Category Archives: List

Summer Search Phrases

After Watching Jurassic World

  • Google Search: are rhinos herbivores
  • Google Search: are hippos herbivores
  • Google Image Search: hippos rhinos triceratops
  • Google Search: Jurassic Park when they first see the dinosaurs scene
  • (for your viewing pleasure) 

(results: Rhinos are herbivores, hippos are omnivores (savages) and no, a triceratops isn’t a mix of a hippo and rhinoceros — that’s not even how it works but you know. and dinosaurs are so cool.  Oh and hippos are terrifying).


On Rosy Boas

  • Google Search: How to train a snake not to bite
  • Google Search: 10.9 oz in grams
  • Google Search: 309 grams adult Rosy boa
  • Google Search: rosy boa weight
  • Google Search: Is my Rosy boa underweight?
  • Google Search: Rosy boa gain weight
  • Google Search: why tap a snake on head?
  • Google Search: why tap a snakes head
  • Google Search: bely
  • Google Search: belie
  • Google Search: normal for Rosy to eat every four days?
  • Google Search: normal for Rosy boa to eat every four days?
  • Google Search:Rosy boa tap train
  • Google Search: how often should rosy boa shed?
  • Google Search: underweight rosy boa
  • Google Search: do rosy boa pee

Results: no conclusion except that there is no “bely”.. I’m a terrible rosy boa mom.


On Sorry to Bother You

  • Google Search: Sorry to Bother You
  • Wiki: Omari Hardwick
  • Wiki: David Cross
  • Google Search: Sorry to bother you what???
  • Google Search: what did i just watch Sorry to bother you

Results:  I guess what I understood about the movie is what everyone else understood too.


Reflecting on this week

This was a good teacher week.  It was a good teacher week because I felt that there was at least one lesson that really hit the kids.  It was a good teacher week because we ended positively.  It was a good teacher week because I slept a lot.  It was a good teacher week  because two different people from my childhood showed me they cared because they saw an area where I was needy and provided.  It’s things like that — not advice, not suggestions — just physical funds, resources, or labor, that really speak to me as a teacher, right now.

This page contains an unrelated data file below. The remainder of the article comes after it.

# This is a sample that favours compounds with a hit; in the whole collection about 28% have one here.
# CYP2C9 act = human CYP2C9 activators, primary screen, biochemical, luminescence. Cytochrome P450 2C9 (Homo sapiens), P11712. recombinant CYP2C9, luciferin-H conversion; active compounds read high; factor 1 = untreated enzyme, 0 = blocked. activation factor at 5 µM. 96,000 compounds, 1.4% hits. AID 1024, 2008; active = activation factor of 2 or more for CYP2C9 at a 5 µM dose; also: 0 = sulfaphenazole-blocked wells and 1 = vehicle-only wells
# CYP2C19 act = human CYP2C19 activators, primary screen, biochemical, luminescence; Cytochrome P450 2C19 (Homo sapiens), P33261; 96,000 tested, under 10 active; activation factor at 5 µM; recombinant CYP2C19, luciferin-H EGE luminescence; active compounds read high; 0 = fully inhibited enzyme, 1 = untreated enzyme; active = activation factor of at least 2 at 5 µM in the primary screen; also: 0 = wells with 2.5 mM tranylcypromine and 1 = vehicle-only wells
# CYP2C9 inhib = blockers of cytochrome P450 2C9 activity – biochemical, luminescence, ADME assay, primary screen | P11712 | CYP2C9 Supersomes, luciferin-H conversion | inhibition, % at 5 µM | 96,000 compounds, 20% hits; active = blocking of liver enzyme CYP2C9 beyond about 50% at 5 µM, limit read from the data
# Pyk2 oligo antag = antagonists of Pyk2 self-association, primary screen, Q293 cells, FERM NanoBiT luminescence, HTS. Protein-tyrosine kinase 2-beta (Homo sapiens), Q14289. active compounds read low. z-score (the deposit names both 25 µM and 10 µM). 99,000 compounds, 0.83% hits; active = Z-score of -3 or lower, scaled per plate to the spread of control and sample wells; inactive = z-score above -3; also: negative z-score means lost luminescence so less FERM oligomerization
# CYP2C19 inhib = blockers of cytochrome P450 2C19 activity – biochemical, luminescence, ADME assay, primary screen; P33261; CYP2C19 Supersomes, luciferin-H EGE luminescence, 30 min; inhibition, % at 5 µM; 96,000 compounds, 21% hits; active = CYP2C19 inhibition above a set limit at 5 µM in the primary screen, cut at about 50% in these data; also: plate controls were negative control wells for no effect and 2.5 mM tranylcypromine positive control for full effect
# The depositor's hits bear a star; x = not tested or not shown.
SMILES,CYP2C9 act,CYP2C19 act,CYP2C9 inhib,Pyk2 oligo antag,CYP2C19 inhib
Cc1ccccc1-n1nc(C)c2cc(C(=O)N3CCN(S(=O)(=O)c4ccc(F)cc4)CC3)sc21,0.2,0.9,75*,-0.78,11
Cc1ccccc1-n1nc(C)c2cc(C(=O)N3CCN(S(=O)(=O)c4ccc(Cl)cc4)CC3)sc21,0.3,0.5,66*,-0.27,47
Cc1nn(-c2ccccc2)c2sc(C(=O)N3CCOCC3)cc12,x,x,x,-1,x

Today, I also happened upon THREE DIFFERENT teacher-related links that were all so good.  I think these are good for everyone to read.  It speaks to me, as a teacher, but should also let people know a bit of what teachers experience.

How To Be a Teacher for More Than 5 Years Without Killing Yourself

I’m working on different parts of this list written by Justin Stortz, a former teacher who is incredibly vulnerable in his posts.  Last year, I was thisclose to burnout, and I wish he had written this post sooner.   And I’ve already learned the hard way why it is important to stay humble and not “set yourself and your class up for failure by letting your ego get in your way.” :-/  Also, this year, I’m trying to maintain a hobby (working out and writing), trying to cook more, and I put myself on a sleeping schedule.

The Hardest Job Everyone Thinks They Can Do

Inspiring kids? Inspiring kids can be downright damned near close to impossible sometimes. And… it’s downright damned near close to impossible to measure. You can’t measure inspiration by a child’s test scores. You can’t measure inspiration by a child’s grades. You measure inspiration 25 years later when that hot-shot doctor, or lawyer, or entrepreneur thanks her fourth-grade teacher for having faith in her and encouraging her to pursue her dreams.